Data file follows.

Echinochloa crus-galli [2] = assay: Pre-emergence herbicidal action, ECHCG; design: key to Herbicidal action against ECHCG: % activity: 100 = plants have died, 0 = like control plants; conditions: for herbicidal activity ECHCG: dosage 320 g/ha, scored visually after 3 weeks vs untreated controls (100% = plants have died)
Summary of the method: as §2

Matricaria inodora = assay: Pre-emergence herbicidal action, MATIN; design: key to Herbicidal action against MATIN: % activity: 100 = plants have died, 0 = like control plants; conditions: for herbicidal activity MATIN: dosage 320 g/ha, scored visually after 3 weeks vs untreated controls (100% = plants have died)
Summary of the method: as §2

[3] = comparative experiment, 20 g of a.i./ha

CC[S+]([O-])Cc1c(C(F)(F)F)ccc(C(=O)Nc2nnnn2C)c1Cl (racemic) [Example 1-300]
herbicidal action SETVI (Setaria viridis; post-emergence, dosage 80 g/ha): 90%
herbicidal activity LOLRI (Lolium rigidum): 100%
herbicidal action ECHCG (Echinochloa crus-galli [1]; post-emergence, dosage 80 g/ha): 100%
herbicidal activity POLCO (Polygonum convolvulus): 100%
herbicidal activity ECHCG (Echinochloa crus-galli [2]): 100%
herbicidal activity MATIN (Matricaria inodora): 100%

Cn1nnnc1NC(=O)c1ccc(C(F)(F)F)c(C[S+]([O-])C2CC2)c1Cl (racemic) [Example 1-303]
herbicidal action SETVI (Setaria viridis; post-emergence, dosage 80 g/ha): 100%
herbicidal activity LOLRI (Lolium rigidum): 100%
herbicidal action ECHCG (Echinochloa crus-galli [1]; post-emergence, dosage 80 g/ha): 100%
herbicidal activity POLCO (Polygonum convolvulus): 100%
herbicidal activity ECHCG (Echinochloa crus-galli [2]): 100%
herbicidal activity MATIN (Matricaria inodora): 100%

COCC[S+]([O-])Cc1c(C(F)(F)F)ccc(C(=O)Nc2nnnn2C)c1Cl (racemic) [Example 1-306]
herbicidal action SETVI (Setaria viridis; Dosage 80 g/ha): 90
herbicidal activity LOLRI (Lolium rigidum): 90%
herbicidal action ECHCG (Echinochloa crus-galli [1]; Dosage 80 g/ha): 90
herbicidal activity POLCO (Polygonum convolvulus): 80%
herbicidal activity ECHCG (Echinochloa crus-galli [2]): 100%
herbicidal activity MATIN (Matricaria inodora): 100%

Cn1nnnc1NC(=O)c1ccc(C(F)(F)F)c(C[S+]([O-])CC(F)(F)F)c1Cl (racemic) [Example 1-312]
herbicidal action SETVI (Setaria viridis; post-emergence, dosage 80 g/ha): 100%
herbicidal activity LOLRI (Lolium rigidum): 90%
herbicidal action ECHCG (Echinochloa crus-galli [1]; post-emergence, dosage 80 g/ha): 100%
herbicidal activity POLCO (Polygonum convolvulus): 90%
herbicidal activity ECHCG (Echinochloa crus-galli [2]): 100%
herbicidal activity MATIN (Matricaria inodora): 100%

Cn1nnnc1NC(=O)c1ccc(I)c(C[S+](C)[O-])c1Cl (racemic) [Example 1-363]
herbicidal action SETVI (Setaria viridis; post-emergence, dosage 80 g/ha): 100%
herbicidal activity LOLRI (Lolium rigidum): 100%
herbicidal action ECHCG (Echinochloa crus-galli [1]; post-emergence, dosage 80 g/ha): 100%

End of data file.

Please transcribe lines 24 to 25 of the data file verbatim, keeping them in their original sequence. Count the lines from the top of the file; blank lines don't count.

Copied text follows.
herbicidal activity POLCO (Polygonum convolvulus): 80%
herbicidal activity ECHCG (Echinochloa crus-galli [2]): 100%